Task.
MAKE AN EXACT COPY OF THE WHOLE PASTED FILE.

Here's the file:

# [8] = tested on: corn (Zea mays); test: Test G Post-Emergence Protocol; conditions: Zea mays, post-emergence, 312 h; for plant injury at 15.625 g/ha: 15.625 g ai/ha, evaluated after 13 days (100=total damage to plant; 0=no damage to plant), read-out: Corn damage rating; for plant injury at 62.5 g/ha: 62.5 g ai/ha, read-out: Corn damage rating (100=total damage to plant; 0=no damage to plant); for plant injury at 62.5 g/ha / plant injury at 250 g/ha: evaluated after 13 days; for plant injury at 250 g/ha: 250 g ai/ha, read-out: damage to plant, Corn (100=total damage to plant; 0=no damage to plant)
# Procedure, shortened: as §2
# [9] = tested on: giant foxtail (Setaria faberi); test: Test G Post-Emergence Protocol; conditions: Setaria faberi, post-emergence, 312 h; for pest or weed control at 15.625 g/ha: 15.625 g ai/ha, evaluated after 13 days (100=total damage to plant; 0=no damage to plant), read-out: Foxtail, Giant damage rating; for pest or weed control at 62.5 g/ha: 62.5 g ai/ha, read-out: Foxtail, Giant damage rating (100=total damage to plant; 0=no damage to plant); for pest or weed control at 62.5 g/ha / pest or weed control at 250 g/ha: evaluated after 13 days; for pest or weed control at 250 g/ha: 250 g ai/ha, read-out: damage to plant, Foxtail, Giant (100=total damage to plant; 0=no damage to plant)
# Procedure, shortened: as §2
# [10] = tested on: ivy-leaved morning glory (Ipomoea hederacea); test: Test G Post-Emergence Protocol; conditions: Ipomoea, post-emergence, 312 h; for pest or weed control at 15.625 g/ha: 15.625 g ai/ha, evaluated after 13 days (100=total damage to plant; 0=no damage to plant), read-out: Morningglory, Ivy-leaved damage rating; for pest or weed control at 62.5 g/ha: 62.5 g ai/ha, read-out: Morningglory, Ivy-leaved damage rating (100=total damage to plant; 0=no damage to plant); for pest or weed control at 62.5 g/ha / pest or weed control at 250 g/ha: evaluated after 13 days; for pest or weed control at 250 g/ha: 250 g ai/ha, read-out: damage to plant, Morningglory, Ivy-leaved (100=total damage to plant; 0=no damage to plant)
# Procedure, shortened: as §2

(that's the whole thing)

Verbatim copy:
# [8] = tested on: corn (Zea mays); test: Test G Post-Emergence Protocol; conditions: Zea mays, post-emergence, 312 h; for plant injury at 15.625 g/ha: 15.625 g ai/ha, evaluated after 13 days (100=total damage to plant; 0=no damage to plant), read-out: Corn damage rating; for plant injury at 62.5 g/ha: 62.5 g ai/ha, read-out: Corn damage rating (100=total damage to plant; 0=no damage to plant); for plant injury at 62.5 g/ha / plant injury at 250 g/ha: evaluated after 13 days; for plant injury at 250 g/ha: 250 g ai/ha, read-out: damage to plant, Corn (100=total damage to plant; 0=no damage to plant)
# Procedure, shortened: as §2
# [9] = tested on: giant foxtail (Setaria faberi); test: Test G Post-Emergence Protocol; conditions: Setaria faberi, post-emergence, 312 h; for pest or weed control at 15.625 g/ha: 15.625 g ai/ha, evaluated after 13 days (100=total damage to plant; 0=no damage to plant), read-out: Foxtail, Giant damage rating; for pest or weed control at 62.5 g/ha: 62.5 g ai/ha, read-out: Foxtail, Giant damage rating (100=total damage to plant; 0=no damage to plant); for pest or weed control at 62.5 g/ha / pest or weed control at 250 g/ha: evaluated after 13 days; for pest or weed control at 250 g/ha: 250 g ai/ha, read-out: damage to plant, Foxtail, Giant (100=total damage to plant; 0=no damage to plant)
# Procedure, shortened: as §2
# [10] = tested on: ivy-leaved morning glory (Ipomoea hederacea); test: Test G Post-Emergence Protocol; conditions: Ipomoea, post-emergence, 312 h; for pest or weed control at 15.625 g/ha: 15.625 g ai/ha, evaluated after 13 days (100=total damage to plant; 0=no damage to plant), read-out: Morningglory, Ivy-leaved damage rating; for pest or weed control at 62.5 g/ha: 62.5 g ai/ha, read-out: Morningglory, Ivy-leaved damage rating (100=total damage to plant; 0=no damage to plant); for pest or weed control at 62.5 g/ha / pest or weed control at 250 g/ha: evaluated after 13 days; for pest or weed control at 250 g/ha: 250 g ai/ha, read-out: damage to plant, Morningglory, Ivy-leaved (100=total damage to plant; 0=no damage to plant)
# Procedure, shortened: as §2